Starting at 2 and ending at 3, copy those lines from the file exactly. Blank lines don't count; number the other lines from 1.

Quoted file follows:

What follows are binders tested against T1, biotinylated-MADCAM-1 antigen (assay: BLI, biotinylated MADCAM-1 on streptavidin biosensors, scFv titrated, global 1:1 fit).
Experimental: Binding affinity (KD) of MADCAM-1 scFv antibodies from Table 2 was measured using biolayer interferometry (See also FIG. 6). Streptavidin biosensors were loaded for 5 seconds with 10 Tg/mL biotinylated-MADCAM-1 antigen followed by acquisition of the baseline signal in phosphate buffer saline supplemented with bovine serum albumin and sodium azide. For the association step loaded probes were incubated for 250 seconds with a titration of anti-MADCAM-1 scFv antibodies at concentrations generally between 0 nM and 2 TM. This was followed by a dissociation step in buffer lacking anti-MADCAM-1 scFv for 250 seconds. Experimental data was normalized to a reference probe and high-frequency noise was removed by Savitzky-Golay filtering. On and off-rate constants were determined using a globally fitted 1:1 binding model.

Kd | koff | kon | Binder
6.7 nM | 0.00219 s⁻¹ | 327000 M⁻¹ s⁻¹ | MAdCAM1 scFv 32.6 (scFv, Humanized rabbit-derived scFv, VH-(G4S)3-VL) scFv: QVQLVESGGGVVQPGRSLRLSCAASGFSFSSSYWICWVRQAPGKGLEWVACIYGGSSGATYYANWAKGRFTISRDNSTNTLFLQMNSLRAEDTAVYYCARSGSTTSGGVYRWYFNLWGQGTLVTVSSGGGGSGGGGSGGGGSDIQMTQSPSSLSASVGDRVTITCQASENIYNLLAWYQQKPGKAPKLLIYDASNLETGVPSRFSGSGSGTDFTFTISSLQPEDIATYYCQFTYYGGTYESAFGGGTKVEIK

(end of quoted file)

Experimental: Binding affinity (KD) of MADCAM-1 scFv antibodies from Table 2 was measured using biolayer interferometry (See also FIG. 6). Streptavidin biosensors were loaded for 5 seconds with 10 Tg/mL biotinylated-MADCAM-1 antigen followed by acquisition of the baseline signal in phosphate buffer saline supplemented with bovine serum albumin and sodium azide. For the association step loaded probes were incubated for 250 seconds with a titration of anti-MADCAM-1 scFv antibodies at concentrations generally between 0 nM and 2 TM. This was followed by a dissociation step in buffer lacking anti-MADCAM-1 scFv for 250 seconds. Experimental data was normalized to a reference probe and high-frequency noise was removed by Savitzky-Golay filtering. On and off-rate constants were determined using a globally fitted 1:1 binding model.

Kd | koff | kon | Binder